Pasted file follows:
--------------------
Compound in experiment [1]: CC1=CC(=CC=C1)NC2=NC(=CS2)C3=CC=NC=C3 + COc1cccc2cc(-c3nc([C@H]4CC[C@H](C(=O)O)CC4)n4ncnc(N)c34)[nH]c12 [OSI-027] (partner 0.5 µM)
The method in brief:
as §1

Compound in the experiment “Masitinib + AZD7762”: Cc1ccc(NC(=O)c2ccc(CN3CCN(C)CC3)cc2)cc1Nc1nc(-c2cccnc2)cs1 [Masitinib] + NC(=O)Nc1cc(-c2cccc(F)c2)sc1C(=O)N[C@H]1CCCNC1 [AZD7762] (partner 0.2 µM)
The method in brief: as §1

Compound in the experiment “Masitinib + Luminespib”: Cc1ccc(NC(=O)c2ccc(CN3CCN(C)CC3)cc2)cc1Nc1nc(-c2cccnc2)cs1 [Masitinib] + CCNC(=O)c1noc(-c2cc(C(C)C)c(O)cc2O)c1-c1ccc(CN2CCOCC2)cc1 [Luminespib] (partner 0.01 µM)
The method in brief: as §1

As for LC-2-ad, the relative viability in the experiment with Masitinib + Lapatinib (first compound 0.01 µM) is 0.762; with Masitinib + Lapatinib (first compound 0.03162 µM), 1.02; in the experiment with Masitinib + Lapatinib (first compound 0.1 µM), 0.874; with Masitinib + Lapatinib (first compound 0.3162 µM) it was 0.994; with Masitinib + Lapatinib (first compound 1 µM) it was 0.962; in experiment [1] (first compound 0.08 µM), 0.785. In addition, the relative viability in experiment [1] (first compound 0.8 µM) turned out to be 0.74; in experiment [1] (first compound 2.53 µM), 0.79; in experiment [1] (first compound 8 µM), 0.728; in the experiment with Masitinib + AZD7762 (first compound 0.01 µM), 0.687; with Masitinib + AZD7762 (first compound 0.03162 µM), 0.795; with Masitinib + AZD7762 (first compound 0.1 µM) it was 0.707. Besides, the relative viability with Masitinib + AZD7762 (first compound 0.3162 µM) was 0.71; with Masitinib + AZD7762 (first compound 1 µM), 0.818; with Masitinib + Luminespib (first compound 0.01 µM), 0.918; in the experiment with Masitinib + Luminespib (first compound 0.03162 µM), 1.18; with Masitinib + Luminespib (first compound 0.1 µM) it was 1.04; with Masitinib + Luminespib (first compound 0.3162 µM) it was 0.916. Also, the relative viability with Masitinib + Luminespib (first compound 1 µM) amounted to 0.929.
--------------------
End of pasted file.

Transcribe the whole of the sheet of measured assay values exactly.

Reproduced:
Compound in experiment [1]: CC1=CC(=CC=C1)NC2=NC(=CS2)C3=CC=NC=C3 + COc1cccc2cc(-c3nc([C@H]4CC[C@H](C(=O)O)CC4)n4ncnc(N)c34)[nH]c12 [OSI-027] (partner 0.5 µM)
The method in brief:
as §1

Compound in the experiment “Masitinib + AZD7762”: Cc1ccc(NC(=O)c2ccc(CN3CCN(C)CC3)cc2)cc1Nc1nc(-c2cccnc2)cs1 [Masitinib] + NC(=O)Nc1cc(-c2cccc(F)c2)sc1C(=O)N[C@H]1CCCNC1 [AZD7762] (partner 0.2 µM)
The method in brief: as §1

Compound in the experiment “Masitinib + Luminespib”: Cc1ccc(NC(=O)c2ccc(CN3CCN(C)CC3)cc2)cc1Nc1nc(-c2cccnc2)cs1 [Masitinib] + CCNC(=O)c1noc(-c2cc(C(C)C)c(O)cc2O)c1-c1ccc(CN2CCOCC2)cc1 [Luminespib] (partner 0.01 µM)
The method in brief: as §1

As for LC-2-ad, the relative viability in the experiment with Masitinib + Lapatinib (first compound 0.01 µM) is 0.762; with Masitinib + Lapatinib (first compound 0.03162 µM), 1.02; in the experiment with Masitinib + Lapatinib (first compound 0.1 µM), 0.874; with Masitinib + Lapatinib (first compound 0.3162 µM) it was 0.994; with Masitinib + Lapatinib (first compound 1 µM) it was 0.962; in experiment [1] (first compound 0.08 µM), 0.785. In addition, the relative viability in experiment [1] (first compound 0.8 µM) turned out to be 0.74; in experiment [1] (first compound 2.53 µM), 0.79; in experiment [1] (first compound 8 µM), 0.728; in the experiment with Masitinib + AZD7762 (first compound 0.01 µM), 0.687; with Masitinib + AZD7762 (first compound 0.03162 µM), 0.795; with Masitinib + AZD7762 (first compound 0.1 µM) it was 0.707. Besides, the relative viability with Masitinib + AZD7762 (first compound 0.3162 µM) was 0.71; with Masitinib + AZD7762 (first compound 1 µM), 0.818; with Masitinib + Luminespib (first compound 0.01 µM), 0.918; in the experiment with Masitinib + Luminespib (first compound 0.03162 µM), 1.18; with Masitinib + Luminespib (first compound 0.1 µM) it was 1.04; with Masitinib + Luminespib (first compound 0.3162 µM) it was 0.916. Also, the relative viability with Masitinib + Luminespib (first compound 1 µM) amounted to 0.929.